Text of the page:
Effect of Selection for Wool Growth on Seasonal Patterns of Yield, Fibre Diameter, and Colour in Romney LinesSeasonal wool growth and associated wool characteristics were measured in a Romney line selected for high fleece weight and an unselected control line in 1990 and 1991. Both had a significant (P < 0.01) decline in wool growth rate in winter compared with summer. The wool growth rate advantage (P < 0.001) of the selected line over the control averaged 19 and 33% for ewes, and 24 and 36% for hoggets, in summer and winter, respectively. Staple strength, yield, and fibre diameter differences were closely associated with wool growth. Colour analysis showed no difference between lines in either brightness (Y) or yellowness (Y - Z). However, both the Y and Z values were lower in spring and summer, while Y - Z was highest in summer. The results suggest that selection for high fleece weight also improves major wool characteristics and reduces the relative winter wool growth decline in Romneys.
Fibre diameter, fibre length, and the ratio of fibre length growth to mean fibre diameter (L/D), fibre diameter profile characteristics, and staple strength were examined in 16 fine wool Merino wethers in a 12-month field experiment. Variations in fibre diameter, fibre length, and L/D were shown to be associated with fibre diameter profile characteristics and staple strength. At constant fibre diameter, L/D was significantly positively related to variation in fibre diameter along the staple. A positive correlation between seasonal variation in L/D and variation in diameter between fibres was also observed. Staple length was significantly positively correlated with along-staple variation in fibre diameter and negatively correlated with variation in fibre diameter among fibres. Among-fibre variation in fibre diameter was not significantly correlated with along-staple variation in fibre diameter. Seasonal variation in fibre length growth, fibre diameter, and the ratio of length to diameter throughout the year was associated with increased variation in fibre diameter along the fibre diameter profile and reduced staple strength in grazing sheep. Seasonal variation in fibre diameter was mostly related to mean fibre diameter, L/D, and seasonal variation in fibre length growth rate. Changes in fibre diameter throughout the year were also related to seasonal changes in body weight, fat depth, and skin thickness.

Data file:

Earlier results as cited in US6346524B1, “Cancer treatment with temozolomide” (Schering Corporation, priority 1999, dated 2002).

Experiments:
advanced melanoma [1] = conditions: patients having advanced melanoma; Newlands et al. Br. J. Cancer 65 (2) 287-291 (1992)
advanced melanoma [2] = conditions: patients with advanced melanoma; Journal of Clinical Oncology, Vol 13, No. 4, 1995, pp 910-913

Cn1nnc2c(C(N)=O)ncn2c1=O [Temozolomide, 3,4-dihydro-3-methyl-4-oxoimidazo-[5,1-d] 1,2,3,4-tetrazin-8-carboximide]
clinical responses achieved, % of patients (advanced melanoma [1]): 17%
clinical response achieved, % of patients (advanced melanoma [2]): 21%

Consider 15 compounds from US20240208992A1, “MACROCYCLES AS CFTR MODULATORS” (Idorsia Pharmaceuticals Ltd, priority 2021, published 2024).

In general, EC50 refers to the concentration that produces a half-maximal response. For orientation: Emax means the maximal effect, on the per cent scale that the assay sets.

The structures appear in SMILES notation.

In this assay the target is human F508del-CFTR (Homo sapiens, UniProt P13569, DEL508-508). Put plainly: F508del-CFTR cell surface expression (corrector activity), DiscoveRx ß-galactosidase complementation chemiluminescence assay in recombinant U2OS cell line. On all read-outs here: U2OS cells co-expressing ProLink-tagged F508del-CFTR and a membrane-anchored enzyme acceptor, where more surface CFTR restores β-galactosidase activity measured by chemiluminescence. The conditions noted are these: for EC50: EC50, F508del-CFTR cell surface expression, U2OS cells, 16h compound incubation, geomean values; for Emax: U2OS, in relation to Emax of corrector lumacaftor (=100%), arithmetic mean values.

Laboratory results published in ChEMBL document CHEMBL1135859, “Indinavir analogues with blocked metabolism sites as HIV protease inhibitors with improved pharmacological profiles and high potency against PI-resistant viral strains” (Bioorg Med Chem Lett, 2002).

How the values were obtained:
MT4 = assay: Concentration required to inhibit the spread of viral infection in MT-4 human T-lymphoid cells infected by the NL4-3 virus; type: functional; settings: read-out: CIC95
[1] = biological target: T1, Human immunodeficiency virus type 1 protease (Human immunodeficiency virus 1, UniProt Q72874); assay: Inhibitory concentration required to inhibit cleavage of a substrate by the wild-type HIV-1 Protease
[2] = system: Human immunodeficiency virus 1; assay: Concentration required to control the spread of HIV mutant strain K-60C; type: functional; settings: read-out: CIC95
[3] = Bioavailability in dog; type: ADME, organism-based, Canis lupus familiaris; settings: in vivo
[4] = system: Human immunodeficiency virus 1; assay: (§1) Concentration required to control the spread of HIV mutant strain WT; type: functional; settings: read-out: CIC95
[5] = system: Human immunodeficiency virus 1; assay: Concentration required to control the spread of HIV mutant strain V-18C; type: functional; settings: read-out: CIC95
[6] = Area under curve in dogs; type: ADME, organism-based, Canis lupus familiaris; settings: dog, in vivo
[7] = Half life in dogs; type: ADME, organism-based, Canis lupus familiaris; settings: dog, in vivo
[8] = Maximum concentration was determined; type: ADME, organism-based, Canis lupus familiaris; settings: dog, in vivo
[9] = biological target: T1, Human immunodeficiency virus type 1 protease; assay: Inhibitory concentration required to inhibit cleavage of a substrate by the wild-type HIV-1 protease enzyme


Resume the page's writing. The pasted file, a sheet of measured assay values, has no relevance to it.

In evolutionary biology and evolutionary psychology, the Trivers–Willard hypothesis, formally proposed by Robert Trivers and Dan Willard, suggests that female mammals are able to adjust offspring sex ratio in response to their maternal condition. For example, it may predict greater parental investment in males by parents in "good conditions" and greater investment in females by parents in "poor conditions" (relative to parents in good condition). The reasoning for this prediction is as follows: Assume that parents have information on the sex of their offspring and can influence their survival differentially. While pressures exist to maintain sex ratios at 50%, evolution will favor local deviations from this if one sex has a likely greater reproductive payoff than is usual.